Francesca da Rimini

Tchaikovsky Research

Tchaikovsky's Francesca da Rimini (Франческа да Римини), Op. 32 (TH 46 ; ČW 43), is an orchestral fantasia in E minor, after canto V of the Inferno from Dante's Divine Comedy. It was written and orchestrated in October and November 1876 in Moscow.


The fantasia is scored for an orchestra consisting of 3 flutes (3rd doubling piccolo), 2 oboes, English horn, 2 clarinets (in A), 2 bassoons + 4 horns (in F), 2 cornets (in A), 2 trumpets (in E), 3 trombones, tuba + 3 timpani, cymbals, bass drum, tam-tam + harp, violins I, violins II, violas, cellos, and double basses.


There is one movement: Andante lugubre—Allegro vivo (E minor, 698 bars), lasting around 25 minutes in performance.


Based on La Divina Commedia (ca. 1310–14) by Dante Alighieri (ca. 1265–1321) [1]. Tchaikovsky wrote out a detailed programme at the start of his manuscript score of the fantasia:

Dante, accompanied by Virgil's ghost, descends into the second circle of the Hellish abyss. Here the walls echo with cries of despair. In the midst of the Stygian gloom is a fantastic storm. Violent, Hellish whirlwinds carry away tormented souls. Out of the countless spinning earthly spirits, Dante notices two in particular: Francesca and Paolo, who are locked in an embrace. Dante calls out to these tortured souls, and asks them for what terrible crimes they were being punished. Francesca's spirit, drenched with tears, recounts their pitiful tale. She was in love with Paolo, but against her will she was forced to marry the hateful brother of her beloved, the hunchbacked, twisted tyrant of Rimini. Despite his violent jealousy, he was not able to wrest Francesca's heart from her passion for Paolo. Together one day they read the story of Lancelot. "We were one", recounts Francesca. "And after reading this we no longer felt the fear and confusion that had marked our previous meetings. But that one moment destroyed us. By the time we reached Lancelot's first chance of love, nothing could now part us. In a moment of weakness we openly expressed our clandestine love for one another, throwing ourselves in each others arms". At this moment Francesca's husband returned unexpectedly, and stabbed her and Paolo to death. And after telling this, Francesca's spirit, and that of Paolo, were snatched away in the raging whirlwind. Overwhelmed by the endless suffering, Dante, completely exhausted, falls dead" — Inferno. Poem by Dante. Canto V [2].

The author's programme was also printed in the concert programme for the first performance of the fantasia in Moscow, but not in the published score, which was prefaced only by a few lines and a short quotation from Dante's poem.


In July 1876, Modest Tchaikovsky suggested some subjects for symphonic poems to the composer, which included Francesca da Rimini [3]. Earlier that year Tchaikovsky had considered writing an opera on the subject of Francesca, but abandoned this idea as unworkable [4].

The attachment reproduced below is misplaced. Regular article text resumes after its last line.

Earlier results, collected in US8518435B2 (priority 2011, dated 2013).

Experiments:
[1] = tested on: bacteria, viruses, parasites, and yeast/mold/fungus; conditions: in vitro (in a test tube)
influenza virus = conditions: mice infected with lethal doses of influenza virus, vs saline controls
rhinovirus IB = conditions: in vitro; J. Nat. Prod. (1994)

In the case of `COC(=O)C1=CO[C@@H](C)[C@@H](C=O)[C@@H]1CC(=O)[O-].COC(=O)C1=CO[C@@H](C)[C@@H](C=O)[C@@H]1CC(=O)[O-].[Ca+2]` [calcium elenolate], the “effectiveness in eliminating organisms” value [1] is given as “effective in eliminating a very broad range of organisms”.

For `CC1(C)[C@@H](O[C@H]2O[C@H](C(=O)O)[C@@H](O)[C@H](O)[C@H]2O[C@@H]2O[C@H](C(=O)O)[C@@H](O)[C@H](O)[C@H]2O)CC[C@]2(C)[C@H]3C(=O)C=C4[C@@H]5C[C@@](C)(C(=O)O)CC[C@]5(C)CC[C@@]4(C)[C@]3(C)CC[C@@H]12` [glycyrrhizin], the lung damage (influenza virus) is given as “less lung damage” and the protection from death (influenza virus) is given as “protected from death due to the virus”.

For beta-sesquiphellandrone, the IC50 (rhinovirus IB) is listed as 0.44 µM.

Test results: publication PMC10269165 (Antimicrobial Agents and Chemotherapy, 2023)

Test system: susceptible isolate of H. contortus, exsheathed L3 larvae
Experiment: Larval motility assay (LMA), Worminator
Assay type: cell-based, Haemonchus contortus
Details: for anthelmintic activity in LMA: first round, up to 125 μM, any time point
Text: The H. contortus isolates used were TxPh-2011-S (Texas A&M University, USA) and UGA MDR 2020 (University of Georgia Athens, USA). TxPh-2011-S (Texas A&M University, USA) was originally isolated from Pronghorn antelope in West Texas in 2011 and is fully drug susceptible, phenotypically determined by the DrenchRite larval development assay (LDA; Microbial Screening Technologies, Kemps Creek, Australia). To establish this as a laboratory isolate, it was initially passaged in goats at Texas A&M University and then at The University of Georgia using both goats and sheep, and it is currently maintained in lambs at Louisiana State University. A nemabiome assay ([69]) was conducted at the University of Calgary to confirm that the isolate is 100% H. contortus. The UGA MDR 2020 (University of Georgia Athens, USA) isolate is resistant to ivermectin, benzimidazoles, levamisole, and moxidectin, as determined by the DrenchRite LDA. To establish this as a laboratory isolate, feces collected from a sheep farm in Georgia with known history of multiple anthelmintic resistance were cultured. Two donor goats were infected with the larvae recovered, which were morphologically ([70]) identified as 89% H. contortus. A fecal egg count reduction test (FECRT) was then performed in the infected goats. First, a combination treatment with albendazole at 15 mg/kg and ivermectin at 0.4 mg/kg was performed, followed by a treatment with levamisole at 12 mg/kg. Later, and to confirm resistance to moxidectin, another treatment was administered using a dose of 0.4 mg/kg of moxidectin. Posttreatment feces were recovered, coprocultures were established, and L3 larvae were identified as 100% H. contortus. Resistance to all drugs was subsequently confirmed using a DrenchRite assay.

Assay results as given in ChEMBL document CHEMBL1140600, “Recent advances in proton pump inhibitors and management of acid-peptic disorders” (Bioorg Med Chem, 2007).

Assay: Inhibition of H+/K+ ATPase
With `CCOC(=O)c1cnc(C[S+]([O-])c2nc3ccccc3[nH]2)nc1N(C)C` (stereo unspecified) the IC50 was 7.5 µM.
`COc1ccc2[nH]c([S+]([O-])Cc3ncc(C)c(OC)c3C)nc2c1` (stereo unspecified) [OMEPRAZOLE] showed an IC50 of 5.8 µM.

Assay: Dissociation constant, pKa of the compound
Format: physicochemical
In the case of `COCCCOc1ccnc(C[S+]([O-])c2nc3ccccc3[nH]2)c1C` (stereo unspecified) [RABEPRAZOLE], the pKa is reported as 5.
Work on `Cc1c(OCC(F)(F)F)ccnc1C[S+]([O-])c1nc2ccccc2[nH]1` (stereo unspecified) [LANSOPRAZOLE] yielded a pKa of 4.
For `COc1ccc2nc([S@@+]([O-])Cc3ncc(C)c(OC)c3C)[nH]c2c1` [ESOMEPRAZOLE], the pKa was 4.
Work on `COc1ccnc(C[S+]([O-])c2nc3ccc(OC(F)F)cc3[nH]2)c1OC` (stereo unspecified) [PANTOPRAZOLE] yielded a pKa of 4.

Replying to Modest from Paris on 27 July/8 August 1876, Tchaikovsky wrote: "This evening in my coach I read the 4th Canto [5] of the Inferno, and was inflamed with a desire to write a symphonic poem on Francesca" [6].

In his subsequent correspondence from abroad, Tchaikovsky did not refer again to the composition. After his return to Moscow, the composer worked on his Slavonic March and, it seems, only after this was completed (25 September/7 October) did he set about creating Francesca. No more information has survived concerning the early stages of work on this composition.

On 14/26 October 1876 the composer wrote to Anatoly Tchaikovsky that he was: "... feverishly composing Francesca" [7], and to Modest Tchaikovsky the same day he reported: "I have only just finished my new work: a fantasia on Francesca da Rimini. I wrote it with love and love seems to have turned out decently,. As to the whirlwind, I could have written something more in line with Doré's picture, but this didn't come out as I wanted. Anyway, a proper judgement is out of the question until it has been orchestrated and performed" [8].

On 18/30 October, Tchaikovsky wrote to Karl Davydov and Eduard Nápravník that the full score would be ready "within two weeks" [9], and asked them to include the new work in a Musical Society concert in place of the dances from the opera Vakula the Smith.

The instrumentation was completed on 5/17 November 1876, according to Tchaikovsky's date on the manuscript score.


The fantasia Francesca da Rimini was performed for the first time with great success in Moscow on 25 February/9 March 1877, at the tenth symphony concert of the Russian Musical Society, conducted by Nikolay Rubinstein. In Saint Petersburg it was performed for the first time on 11/23 March 1878 at the eight concert of the Russian Musical Society, conducted by Eduard Nápravník. News of the successful Saint Petersburg performance of the fantasia was reported by Anatoly Tchaikovsky to the composer, who at that time was living outside Russia [10].